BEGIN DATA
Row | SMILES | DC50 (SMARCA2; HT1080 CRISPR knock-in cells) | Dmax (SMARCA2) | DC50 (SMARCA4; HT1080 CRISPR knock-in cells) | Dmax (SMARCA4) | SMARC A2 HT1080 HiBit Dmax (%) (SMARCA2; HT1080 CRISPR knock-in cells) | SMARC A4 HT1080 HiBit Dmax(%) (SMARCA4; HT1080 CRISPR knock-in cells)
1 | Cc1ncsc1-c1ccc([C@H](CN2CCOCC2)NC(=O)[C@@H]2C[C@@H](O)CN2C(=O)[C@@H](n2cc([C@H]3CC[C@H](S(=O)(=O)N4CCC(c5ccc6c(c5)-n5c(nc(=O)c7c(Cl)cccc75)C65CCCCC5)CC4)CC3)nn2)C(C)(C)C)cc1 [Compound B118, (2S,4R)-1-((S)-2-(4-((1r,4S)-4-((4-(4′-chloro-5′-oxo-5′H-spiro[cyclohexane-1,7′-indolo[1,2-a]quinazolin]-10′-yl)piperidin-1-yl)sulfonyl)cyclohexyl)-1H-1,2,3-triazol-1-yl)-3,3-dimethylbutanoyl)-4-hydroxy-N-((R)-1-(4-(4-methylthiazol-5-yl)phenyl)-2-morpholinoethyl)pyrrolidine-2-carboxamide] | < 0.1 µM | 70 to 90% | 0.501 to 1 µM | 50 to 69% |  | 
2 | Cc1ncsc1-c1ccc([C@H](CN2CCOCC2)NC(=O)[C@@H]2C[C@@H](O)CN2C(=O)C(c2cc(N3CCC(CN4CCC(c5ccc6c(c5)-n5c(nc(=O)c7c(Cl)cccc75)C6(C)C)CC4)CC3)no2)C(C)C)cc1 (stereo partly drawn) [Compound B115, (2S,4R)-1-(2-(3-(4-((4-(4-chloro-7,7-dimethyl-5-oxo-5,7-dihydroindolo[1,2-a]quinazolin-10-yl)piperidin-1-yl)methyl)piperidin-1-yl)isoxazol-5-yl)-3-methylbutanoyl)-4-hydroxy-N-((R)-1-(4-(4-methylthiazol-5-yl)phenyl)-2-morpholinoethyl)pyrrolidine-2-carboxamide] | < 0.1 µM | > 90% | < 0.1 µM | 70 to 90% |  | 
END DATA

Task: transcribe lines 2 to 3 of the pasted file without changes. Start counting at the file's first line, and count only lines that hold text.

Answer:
1 | Cc1ncsc1-c1ccc([C@H](CN2CCOCC2)NC(=O)[C@@H]2C[C@@H](O)CN2C(=O)[C@@H](n2cc([C@H]3CC[C@H](S(=O)(=O)N4CCC(c5ccc6c(c5)-n5c(nc(=O)c7c(Cl)cccc75)C65CCCCC5)CC4)CC3)nn2)C(C)(C)C)cc1 [Compound B118, (2S,4R)-1-((S)-2-(4-((1r,4S)-4-((4-(4′-chloro-5′-oxo-5′H-spiro[cyclohexane-1,7′-indolo[1,2-a]quinazolin]-10′-yl)piperidin-1-yl)sulfonyl)cyclohexyl)-1H-1,2,3-triazol-1-yl)-3,3-dimethylbutanoyl)-4-hydroxy-N-((R)-1-(4-(4-methylthiazol-5-yl)phenyl)-2-morpholinoethyl)pyrrolidine-2-carboxamide] | < 0.1 µM | 70 to 90% | 0.501 to 1 µM | 50 to 69% |  | 
2 | Cc1ncsc1-c1ccc([C@H](CN2CCOCC2)NC(=O)[C@@H]2C[C@@H](O)CN2C(=O)C(c2cc(N3CCC(CN4CCC(c5ccc6c(c5)-n5c(nc(=O)c7c(Cl)cccc75)C6(C)C)CC4)CC3)no2)C(C)C)cc1 (stereo partly drawn) [Compound B115, (2S,4R)-1-(2-(3-(4-((4-(4-chloro-7,7-dimethyl-5-oxo-5,7-dihydroindolo[1,2-a]quinazolin-10-yl)piperidin-1-yl)methyl)piperidin-1-yl)isoxazol-5-yl)-3-methylbutanoyl)-4-hydroxy-N-((R)-1-(4-(4-methylthiazol-5-yl)phenyl)-2-morpholinoethyl)pyrrolidine-2-carboxamide] | < 0.1 µM | > 90% | < 0.1 µM | 70 to 90% |  | 